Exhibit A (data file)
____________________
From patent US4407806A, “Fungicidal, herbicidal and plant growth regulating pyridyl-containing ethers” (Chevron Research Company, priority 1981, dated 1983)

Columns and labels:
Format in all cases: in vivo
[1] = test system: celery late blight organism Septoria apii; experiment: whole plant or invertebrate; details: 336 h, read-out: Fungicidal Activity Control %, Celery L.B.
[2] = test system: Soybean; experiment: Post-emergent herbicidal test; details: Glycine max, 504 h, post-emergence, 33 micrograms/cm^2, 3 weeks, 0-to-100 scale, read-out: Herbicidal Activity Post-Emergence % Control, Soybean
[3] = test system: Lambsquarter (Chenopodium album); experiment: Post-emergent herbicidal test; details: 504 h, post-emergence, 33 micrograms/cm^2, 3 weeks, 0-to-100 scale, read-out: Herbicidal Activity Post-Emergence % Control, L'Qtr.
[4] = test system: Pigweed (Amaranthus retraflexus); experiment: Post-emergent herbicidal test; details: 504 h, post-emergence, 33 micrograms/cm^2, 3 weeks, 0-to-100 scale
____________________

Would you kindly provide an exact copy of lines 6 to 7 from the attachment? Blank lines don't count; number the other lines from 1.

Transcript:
[3] = test system: Lambsquarter (Chenopodium album); experiment: Post-emergent herbicidal test; details: 504 h, post-emergence, 33 micrograms/cm^2, 3 weeks, 0-to-100 scale, read-out: Herbicidal Activity Post-Emergence % Control, L'Qtr.
[4] = test system: Pigweed (Amaranthus retraflexus); experiment: Post-emergent herbicidal test; details: 504 h, post-emergence, 33 micrograms/cm^2, 3 weeks, 0-to-100 scale